It is amazing that my degree course seems to have disappeared without a trace. The authority that converts (‘translates’?) foreign qualifications to ones that Swedish institutions (and employers) recognises is having a hard time with my Art & Social Context degree.
And in turn I am having a hard time with it too as they have asked me to provide them with ‘documentation’ so they can assess my degree and give me ‘credits’ for it. I am trying to tracking down any information about the course that could provide them with information about the actual course content and ultimately what my degree actually means!
Here are some of the challenges:
· The college that I attended no longer exists. Dartington was subsumed by Falmouth University two years ago.
· The course that I took no longer exists. A couple of years after I graduated the course moved from Dartington to Bristol College of Art where it ran for a number of years before being significantly altered and renamed.
· The CNAA (Council for National Academic Awards) which validated Dartington’s degree no longer exists.
· Bristol College of Art is now part of University of West of England.
I graduated in 1990 from a curiously unique course at a wonderfully alternative college of visual and performing arts. It is the kind of place that simply does not exist anymore – to be honest it barely ever existed, it was always a little like a fairy-tale – a fantastic place where artists, actors, dancers and musicians lived in the grounds of an old old house deep in the countryside ….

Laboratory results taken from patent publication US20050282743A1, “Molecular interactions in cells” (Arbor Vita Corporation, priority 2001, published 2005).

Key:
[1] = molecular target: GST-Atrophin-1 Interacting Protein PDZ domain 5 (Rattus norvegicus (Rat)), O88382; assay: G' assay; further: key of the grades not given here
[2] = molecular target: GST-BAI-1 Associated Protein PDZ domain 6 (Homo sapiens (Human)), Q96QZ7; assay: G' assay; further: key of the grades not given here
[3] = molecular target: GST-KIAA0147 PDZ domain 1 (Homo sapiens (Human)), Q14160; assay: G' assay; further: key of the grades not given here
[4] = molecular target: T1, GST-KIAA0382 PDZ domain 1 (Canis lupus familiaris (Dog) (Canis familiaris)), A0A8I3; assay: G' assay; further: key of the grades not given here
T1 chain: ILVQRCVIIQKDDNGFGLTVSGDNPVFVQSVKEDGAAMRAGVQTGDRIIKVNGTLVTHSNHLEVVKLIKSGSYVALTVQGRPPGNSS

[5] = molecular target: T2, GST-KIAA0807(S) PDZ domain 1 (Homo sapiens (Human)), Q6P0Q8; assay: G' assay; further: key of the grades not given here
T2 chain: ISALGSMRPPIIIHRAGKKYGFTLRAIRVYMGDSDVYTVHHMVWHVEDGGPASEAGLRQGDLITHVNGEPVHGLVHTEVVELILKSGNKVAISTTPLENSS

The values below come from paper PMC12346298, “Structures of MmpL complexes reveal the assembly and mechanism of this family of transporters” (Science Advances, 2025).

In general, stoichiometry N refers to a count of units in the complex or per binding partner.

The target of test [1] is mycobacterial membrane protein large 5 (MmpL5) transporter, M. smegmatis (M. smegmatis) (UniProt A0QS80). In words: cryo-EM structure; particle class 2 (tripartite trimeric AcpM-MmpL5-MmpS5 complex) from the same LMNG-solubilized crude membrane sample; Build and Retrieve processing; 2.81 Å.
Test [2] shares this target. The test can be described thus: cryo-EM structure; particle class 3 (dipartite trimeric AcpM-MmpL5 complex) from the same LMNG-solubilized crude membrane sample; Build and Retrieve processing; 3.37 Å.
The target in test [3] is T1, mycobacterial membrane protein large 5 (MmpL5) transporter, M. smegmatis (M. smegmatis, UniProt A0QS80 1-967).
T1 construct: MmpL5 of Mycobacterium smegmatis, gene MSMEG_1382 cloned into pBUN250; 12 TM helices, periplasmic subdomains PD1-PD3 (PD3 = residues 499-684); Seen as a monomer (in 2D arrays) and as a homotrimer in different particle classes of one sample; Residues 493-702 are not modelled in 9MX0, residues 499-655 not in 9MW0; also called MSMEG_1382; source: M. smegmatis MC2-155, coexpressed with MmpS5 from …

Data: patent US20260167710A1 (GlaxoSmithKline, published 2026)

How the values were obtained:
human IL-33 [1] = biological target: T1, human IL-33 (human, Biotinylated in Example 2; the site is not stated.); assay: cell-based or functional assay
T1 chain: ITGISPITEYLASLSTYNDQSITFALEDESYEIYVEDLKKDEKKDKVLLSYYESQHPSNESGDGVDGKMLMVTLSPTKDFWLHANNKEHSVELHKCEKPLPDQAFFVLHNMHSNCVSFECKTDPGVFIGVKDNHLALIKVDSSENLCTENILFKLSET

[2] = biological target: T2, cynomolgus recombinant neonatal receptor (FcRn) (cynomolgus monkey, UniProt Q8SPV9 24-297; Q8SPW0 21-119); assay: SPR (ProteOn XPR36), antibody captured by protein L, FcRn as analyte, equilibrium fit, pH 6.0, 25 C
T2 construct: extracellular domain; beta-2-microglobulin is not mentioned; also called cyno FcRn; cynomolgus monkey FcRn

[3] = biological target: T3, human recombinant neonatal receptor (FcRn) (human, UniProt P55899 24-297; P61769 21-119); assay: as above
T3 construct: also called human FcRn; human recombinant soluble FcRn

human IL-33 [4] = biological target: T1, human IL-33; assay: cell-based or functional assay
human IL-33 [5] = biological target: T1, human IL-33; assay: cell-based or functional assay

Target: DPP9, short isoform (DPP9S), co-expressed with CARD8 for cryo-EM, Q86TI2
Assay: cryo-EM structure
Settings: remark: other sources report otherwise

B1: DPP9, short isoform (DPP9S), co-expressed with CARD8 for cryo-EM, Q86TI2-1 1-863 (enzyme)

Yes we were remote, “isolated” some would say, but we were all there because we wanted to learn rather than to get degrees. I can see now that I was very fortunate to go to college before students became paying customers, before maintenance grants were abolished, before league tables, before everywhere had to be a university, before research profiles were more important than being a brilliant teacher, before degrees were achieved by collecting a number of credits. And this is the real problem I am facing now, the authority here wants to equate my 22 year old degree with the current credits system. I want the authority to be able to equate my 22 year old degree to the current point system – because if they can not do it I might not be able to apply for academic or research opportunities.
So far I have learnt that Falmouth have no records of the course and that the Open University which holds the CNAA archive does not have information about the courses it validated. I am waiting to hear from University of West England. I also sent an email directly to my former theory tutor who is teaching at Falmouth. I remember that he was very involved in getting the degree validated and I hope that he is sentimental (or should that be professional?) enough to have kept some of the official papers that he and his colleagues wrote. It is these papers that might not only help me but that might show just how innovative and necessary the first art course to engage with social context was …